Tory MPs have backed by 127 votes to 50 a change in party rules for electing a replacement for leader Michael Howard.
Mr Howard will stand down before Christmas
The proposals, already agreed by the party's ruling board and senior backbenchers, would give Tory MPs the final say in the coming contest.
Currently MPs select two candidates and ordinary party members vote on them.
The proposed scheme means they will be asked to rate candidates who have the backing of 5% of MPs. The decision then goes back to the Parliamentary party.
Voting in the consultative ballot of Conservative MPs about the leadership began at 1200 BST on Tuesday and ended at 1400 BST on Wednesday.
The result was announced at a meeting of the 1922 committee of Tory backbenchers.
Howard's plan rejected
The plans will now be drawn up into a formal amendment to the Conservative Party constitution.
MPs and local party chairmen will vote on them at a special convention over the summer.
Tory MPs appeared divided over the proposals, with some, including potential leadership candidates Theresa May, Michael Ancram, David Willetts and Andrew Lansley, saying rank and file members should have a greater say, as they currently do.
After Wednesday's vote, Theresa May said: "I am disappointed that we have decided to send out the message that we can't trust our members to make the decision about who should lead our party."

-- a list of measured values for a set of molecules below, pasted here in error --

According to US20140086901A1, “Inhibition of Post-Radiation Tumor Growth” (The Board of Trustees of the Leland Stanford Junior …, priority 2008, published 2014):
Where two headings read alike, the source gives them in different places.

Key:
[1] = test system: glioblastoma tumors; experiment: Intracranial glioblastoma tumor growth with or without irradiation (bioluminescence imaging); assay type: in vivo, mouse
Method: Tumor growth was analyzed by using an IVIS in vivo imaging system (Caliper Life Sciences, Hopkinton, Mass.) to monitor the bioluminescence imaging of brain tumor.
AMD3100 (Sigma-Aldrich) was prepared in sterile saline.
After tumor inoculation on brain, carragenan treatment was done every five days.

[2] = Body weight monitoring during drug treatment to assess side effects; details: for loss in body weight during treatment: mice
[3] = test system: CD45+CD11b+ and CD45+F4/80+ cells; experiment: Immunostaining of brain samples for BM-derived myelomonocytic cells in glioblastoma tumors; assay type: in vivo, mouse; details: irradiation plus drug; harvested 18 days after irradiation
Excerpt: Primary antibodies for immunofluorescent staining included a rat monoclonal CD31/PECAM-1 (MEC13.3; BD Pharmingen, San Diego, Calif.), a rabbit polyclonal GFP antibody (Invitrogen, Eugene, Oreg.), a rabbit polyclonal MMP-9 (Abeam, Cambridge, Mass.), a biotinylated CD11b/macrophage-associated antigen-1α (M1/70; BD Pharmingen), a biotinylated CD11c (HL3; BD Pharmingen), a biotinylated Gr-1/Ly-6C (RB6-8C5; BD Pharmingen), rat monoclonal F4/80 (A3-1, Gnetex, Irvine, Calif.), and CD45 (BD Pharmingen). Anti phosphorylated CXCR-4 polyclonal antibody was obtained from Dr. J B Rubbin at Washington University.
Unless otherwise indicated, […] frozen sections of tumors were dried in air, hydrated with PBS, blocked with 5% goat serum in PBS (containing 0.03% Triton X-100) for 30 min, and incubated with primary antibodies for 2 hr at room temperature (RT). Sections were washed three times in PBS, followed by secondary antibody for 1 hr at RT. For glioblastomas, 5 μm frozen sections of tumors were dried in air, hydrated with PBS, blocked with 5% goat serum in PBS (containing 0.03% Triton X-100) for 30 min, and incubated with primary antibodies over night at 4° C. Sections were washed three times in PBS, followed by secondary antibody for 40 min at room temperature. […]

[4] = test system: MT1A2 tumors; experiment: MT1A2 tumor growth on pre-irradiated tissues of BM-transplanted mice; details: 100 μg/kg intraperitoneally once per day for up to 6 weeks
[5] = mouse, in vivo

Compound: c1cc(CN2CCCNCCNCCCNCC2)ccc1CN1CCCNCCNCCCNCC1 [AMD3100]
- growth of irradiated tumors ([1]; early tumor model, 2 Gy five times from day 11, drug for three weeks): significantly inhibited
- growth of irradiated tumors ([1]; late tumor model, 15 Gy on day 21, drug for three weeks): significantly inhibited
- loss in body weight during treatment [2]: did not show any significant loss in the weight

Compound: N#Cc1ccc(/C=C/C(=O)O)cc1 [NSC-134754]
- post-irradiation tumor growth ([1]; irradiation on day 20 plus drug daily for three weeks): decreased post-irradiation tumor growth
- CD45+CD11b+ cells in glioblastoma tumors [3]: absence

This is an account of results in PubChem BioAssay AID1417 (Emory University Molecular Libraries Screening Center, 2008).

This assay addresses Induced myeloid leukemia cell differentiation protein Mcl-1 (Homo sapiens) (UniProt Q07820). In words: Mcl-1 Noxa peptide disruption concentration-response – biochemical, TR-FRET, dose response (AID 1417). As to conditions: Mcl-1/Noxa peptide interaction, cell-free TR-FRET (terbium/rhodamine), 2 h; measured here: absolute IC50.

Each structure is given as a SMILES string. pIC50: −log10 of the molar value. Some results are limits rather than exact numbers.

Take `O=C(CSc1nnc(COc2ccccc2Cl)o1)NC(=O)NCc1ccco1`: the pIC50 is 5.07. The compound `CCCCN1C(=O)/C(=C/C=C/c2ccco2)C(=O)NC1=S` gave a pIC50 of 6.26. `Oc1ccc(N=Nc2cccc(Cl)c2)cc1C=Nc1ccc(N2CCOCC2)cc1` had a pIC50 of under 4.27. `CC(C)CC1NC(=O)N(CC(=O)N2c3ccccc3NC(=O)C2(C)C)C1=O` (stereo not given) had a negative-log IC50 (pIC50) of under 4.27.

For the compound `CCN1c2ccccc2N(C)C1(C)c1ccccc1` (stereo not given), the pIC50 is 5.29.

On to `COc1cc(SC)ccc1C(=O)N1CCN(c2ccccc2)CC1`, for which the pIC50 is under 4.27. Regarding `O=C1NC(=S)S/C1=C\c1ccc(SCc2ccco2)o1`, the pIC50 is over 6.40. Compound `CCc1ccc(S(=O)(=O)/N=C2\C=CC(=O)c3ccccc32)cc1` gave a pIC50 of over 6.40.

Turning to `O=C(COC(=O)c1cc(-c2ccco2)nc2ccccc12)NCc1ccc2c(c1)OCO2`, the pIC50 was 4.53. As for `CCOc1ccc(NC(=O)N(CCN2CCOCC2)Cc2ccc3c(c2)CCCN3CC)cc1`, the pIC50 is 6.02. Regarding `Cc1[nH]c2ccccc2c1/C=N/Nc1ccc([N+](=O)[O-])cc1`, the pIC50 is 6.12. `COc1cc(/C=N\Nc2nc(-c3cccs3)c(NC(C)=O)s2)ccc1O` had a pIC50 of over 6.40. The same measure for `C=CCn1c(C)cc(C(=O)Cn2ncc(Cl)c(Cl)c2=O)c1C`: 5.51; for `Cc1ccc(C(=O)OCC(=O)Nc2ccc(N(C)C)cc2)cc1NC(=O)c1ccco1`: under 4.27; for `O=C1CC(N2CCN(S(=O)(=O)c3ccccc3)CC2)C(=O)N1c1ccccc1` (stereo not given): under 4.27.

Lib Dem threat?
The current rules were introduced by former Conservative leader William Hague.
The only time they were used, Iain Duncan Smith was elected over ex-chancellor Ken Clarke.
Meanwhile the C-Change think tank has suggested the Tories face a growing threat from the Liberal Democrats.
Its study says that Tory gains at May's general election mask evidence of a continuing fall in the core vote.
Of the 31 seats the party took from Labour at the general election, 18 of these were due to increased votes for the Lib Dems.
Party chairman Francis Maude told BBC Radio 4's Today programme that rebuilding the party and its support base would be a long job.
"Anyone who thinks that this is suddenly going to fall into our lap would be deluding themselves," he said.
Shadow transport secretary Alan Duncan, who pulled out of the leadership race earlier this week, told BBC's Five Live that the Tories needed to widen their appeal.
Other likely candidates for a Tory leadership contest expected in October include Ken Clarke, David Cameron, David Davis, Sir Malcolm Rifkind, Liam Fox and Andrew Lansley.